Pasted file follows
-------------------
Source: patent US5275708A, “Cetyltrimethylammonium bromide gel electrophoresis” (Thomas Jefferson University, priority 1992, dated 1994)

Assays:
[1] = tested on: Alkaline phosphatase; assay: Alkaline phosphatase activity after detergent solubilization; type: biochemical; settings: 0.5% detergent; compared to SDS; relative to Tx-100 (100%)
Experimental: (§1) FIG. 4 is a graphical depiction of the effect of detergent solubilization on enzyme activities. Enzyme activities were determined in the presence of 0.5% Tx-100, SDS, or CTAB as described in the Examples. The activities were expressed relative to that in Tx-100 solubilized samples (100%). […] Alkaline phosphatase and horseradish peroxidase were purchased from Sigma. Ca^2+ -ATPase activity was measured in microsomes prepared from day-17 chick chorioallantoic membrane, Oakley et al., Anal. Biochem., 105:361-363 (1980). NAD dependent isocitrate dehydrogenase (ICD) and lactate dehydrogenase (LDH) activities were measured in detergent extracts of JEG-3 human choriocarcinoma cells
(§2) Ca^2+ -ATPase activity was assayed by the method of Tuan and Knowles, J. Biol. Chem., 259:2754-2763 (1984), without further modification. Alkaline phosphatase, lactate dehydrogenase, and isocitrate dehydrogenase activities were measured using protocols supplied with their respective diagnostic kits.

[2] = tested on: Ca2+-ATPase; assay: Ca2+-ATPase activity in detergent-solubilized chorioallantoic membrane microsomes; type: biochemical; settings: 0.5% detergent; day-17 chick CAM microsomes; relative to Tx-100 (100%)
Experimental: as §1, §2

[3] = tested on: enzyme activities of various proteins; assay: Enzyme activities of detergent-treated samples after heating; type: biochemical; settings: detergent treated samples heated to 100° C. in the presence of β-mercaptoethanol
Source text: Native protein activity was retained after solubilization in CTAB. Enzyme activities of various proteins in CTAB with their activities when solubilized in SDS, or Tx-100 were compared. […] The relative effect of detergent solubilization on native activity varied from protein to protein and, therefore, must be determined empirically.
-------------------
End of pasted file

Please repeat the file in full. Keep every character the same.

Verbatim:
Source: patent US5275708A, “Cetyltrimethylammonium bromide gel electrophoresis” (Thomas Jefferson University, priority 1992, dated 1994)

Assays:
[1] = tested on: Alkaline phosphatase; assay: Alkaline phosphatase activity after detergent solubilization; type: biochemical; settings: 0.5% detergent; compared to SDS; relative to Tx-100 (100%)
Experimental: (§1) FIG. 4 is a graphical depiction of the effect of detergent solubilization on enzyme activities. Enzyme activities were determined in the presence of 0.5% Tx-100, SDS, or CTAB as described in the Examples. The activities were expressed relative to that in Tx-100 solubilized samples (100%). […] Alkaline phosphatase and horseradish peroxidase were purchased from Sigma. Ca^2+ -ATPase activity was measured in microsomes prepared from day-17 chick chorioallantoic membrane, Oakley et al., Anal. Biochem., 105:361-363 (1980). NAD dependent isocitrate dehydrogenase (ICD) and lactate dehydrogenase (LDH) activities were measured in detergent extracts of JEG-3 human choriocarcinoma cells
(§2) Ca^2+ -ATPase activity was assayed by the method of Tuan and Knowles, J. Biol. Chem., 259:2754-2763 (1984), without further modification. Alkaline phosphatase, lactate dehydrogenase, and isocitrate dehydrogenase activities were measured using protocols supplied with their respective diagnostic kits.

[2] = tested on: Ca2+-ATPase; assay: Ca2+-ATPase activity in detergent-solubilized chorioallantoic membrane microsomes; type: biochemical; settings: 0.5% detergent; day-17 chick CAM microsomes; relative to Tx-100 (100%)
Experimental: as §1, §2

[3] = tested on: enzyme activities of various proteins; assay: Enzyme activities of detergent-treated samples after heating; type: biochemical; settings: detergent treated samples heated to 100° C. in the presence of β-mercaptoethanol
Source text: Native protein activity was retained after solubilization in CTAB. Enzyme activities of various proteins in CTAB with their activities when solubilized in SDS, or Tx-100 were compared. […] The relative effect of detergent solubilization on native activity varied from protein to protein and, therefore, must be determined empirically.